Introduction to Japanese Food – Gyoza

Japanese Gyoza

Photo by Zeetz Jones on Flickr

Fried dumplings, pot stickers, call them what you will, you’ve probably had Japanese gyoza without even knowing it. Today we’re going to look at this delicious Japanese treat that you’ll find almost everywhere you look in Japan.

What is Gyoza

Gyoza is typically a ground meat and vegetable mix that is wrapped in a thin dough with the edges pinched together. It is this distinct oblong shape that differentiates it from wontons, although they are very similar.

There are different ways of preparing gyoza from boiling, to steaming or frying, but you’ll probably find the frying method is the most popular in Japan. It would be a rare izakaya restaurant that didn’t have these bad boys on the menu.

Gyoza is almost always served with a soya sauce based dipping sauce that can also include vinegar, garlic, ginger, rice wine, hot sauce, and sesame oil. Because they’re so easy to eat -just give them a little dip and then pop them into your mouth- you may find that you’ve eaten a lot more than you expected :)

Japanese gyoza

Photo by adactio on Flickr

Wikipedia describes about the Chinese origins of this Japanese cuisine:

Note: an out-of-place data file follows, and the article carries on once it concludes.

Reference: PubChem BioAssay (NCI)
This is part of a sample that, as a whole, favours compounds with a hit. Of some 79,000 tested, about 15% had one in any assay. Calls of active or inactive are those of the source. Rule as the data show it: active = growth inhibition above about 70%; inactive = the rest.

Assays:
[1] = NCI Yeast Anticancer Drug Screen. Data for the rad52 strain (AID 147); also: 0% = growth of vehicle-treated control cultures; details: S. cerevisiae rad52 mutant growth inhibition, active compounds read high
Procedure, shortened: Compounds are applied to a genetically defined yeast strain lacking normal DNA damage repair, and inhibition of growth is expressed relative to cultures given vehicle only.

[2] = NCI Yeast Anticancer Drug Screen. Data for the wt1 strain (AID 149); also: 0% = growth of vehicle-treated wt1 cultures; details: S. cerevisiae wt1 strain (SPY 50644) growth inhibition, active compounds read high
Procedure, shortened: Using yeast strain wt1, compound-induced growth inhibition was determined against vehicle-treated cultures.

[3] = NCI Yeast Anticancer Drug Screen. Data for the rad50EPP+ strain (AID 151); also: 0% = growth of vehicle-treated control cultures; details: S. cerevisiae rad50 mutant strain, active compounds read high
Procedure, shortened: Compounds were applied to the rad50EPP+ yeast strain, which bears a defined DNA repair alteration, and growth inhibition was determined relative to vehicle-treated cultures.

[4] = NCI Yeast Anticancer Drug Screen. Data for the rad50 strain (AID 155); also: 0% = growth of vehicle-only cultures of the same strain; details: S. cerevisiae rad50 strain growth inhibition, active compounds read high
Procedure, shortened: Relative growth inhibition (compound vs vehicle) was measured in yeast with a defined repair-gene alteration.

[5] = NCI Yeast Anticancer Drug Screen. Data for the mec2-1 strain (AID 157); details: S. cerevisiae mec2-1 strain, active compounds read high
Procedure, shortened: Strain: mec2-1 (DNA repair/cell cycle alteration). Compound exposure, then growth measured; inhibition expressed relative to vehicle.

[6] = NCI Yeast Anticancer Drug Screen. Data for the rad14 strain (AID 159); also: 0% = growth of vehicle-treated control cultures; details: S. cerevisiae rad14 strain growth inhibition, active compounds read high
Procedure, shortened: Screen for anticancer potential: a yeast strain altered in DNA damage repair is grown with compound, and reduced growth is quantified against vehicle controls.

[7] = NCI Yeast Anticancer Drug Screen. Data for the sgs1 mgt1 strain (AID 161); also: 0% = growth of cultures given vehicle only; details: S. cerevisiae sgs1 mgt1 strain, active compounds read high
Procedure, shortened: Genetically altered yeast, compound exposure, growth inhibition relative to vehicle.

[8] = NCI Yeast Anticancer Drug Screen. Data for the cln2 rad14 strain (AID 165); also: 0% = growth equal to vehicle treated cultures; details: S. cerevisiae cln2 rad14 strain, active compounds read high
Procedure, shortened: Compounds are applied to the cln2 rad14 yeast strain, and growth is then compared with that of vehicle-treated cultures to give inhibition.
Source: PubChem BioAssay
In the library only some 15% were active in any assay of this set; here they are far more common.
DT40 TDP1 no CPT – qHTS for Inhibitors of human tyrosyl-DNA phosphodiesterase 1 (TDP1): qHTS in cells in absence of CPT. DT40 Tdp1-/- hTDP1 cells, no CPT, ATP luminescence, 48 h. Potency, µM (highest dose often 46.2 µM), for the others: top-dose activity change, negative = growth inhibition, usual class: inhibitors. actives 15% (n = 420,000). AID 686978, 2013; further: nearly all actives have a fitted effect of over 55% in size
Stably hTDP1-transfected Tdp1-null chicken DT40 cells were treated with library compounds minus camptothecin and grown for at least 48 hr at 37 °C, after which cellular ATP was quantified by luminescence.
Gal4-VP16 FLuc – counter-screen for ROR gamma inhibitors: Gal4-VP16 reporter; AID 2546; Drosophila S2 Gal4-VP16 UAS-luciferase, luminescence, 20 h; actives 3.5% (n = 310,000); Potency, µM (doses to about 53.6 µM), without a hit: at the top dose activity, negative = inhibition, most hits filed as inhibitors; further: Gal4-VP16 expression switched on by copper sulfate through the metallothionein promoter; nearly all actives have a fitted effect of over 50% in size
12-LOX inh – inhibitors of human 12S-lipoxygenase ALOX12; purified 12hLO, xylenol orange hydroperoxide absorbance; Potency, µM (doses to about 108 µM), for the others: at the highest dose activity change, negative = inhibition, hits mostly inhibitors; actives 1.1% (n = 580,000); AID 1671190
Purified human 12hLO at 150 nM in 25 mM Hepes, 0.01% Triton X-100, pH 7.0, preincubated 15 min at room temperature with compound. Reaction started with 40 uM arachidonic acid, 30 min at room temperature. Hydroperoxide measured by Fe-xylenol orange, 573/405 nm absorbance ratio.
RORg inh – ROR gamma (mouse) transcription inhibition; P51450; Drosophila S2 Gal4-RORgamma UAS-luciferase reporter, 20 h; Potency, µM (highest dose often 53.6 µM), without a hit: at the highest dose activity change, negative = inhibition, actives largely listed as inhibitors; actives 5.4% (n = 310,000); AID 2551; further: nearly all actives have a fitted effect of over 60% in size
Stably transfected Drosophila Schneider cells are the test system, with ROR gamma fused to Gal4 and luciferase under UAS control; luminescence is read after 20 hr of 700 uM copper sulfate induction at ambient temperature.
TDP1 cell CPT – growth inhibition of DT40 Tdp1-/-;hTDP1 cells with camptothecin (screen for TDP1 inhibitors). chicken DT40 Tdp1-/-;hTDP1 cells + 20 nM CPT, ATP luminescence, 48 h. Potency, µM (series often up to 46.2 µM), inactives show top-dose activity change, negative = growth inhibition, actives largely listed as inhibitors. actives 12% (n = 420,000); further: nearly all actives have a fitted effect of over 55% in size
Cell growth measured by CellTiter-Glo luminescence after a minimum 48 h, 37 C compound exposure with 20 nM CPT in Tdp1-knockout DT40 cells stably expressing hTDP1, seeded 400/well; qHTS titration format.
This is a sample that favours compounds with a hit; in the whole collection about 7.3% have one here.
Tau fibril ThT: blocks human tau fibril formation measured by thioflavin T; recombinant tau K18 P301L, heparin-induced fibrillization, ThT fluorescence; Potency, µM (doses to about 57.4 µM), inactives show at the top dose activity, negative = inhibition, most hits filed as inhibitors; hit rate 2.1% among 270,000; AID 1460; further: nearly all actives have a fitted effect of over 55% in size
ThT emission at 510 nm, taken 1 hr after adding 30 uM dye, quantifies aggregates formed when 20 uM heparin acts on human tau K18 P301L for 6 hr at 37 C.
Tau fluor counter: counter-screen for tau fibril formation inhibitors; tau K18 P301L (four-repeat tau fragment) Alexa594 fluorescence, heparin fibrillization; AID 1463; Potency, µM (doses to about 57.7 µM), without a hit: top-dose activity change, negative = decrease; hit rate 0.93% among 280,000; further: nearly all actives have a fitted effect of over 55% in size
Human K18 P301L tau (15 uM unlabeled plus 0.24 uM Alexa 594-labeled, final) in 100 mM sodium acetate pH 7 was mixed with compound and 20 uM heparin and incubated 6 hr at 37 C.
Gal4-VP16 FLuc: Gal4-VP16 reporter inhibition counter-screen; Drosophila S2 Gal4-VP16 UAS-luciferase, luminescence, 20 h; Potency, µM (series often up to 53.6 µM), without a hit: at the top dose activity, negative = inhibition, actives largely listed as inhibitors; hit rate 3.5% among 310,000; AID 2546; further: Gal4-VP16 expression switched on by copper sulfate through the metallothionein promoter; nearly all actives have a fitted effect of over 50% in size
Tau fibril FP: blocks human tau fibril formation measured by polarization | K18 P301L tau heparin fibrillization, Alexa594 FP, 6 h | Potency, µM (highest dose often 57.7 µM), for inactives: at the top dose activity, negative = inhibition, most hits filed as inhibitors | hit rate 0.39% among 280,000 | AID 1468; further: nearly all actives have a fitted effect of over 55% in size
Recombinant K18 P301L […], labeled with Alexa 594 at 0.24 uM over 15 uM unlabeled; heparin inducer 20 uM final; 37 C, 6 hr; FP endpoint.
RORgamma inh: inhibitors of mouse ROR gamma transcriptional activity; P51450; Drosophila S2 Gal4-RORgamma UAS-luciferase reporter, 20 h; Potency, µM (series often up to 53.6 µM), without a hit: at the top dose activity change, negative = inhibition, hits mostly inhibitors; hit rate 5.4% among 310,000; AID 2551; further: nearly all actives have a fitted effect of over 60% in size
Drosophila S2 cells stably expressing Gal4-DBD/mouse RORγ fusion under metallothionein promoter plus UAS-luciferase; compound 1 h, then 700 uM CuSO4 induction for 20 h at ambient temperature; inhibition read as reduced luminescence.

The Japanese word Gyōza (ギョーザ, ギョウザ) was derived from the reading of 餃子 in the Shandong Chinese dialect (giaozi) and is written using the same Chinese characters pronounced with Japanese sounds. The selection of characters indicates that the word is of non-Japanese origin.

The most prominent differences of Japanese-style gyōza from Chinese style jiaozi are the rich garlic flavor, which is less noticeable in the Chinese version, and the fact that Japanese gyōza are very lightly flavored with salt, soy, and that the gyōza wrappers are much thinner.

How to Make Gyoza

The good news is, in Japan you’re probably only 30 feet away from delicious gyoza at any time day or night :) You’ll find them on plenty of menus as well as in almost every grocery and corner store.

How you prepare gyoza is completely up to you. They can be enjoyed cold right from the 7-11 package, warmed up in the microwave or heated in a frying pan. Of course, if you want to become a true gyoza expert, you’ll want to learn how to make your own.

As with most dumplings, hand making them is going to be a labour of love. They do take a bit of time to make and they’re eaten up so fast that you may start to wonder if the effort was worth it. But as with most home cooking, there’s something special about doing it yourself.

So how do you make gyoza? Well, this wouldn’t be an I Heart Japan food article if we didn’t have a little Cooking with Dog :)

So how addicted to gyoza are you? I don’t think we could go grocery shopping without picking up a pack :)

3 Responses to “Introduction to Japanese Food – Gyoza”

  1. sasksak  on December 18th, 2012

    i love gyoza and I love Cooking with Dog!

  2. Shani  on December 21st, 2012

    mmmm, my mouth waters looking at these!! yummy! I must make some soon!

  3. Mits  on December 28th, 2012

    So delicious!

    Just added this video to our site:

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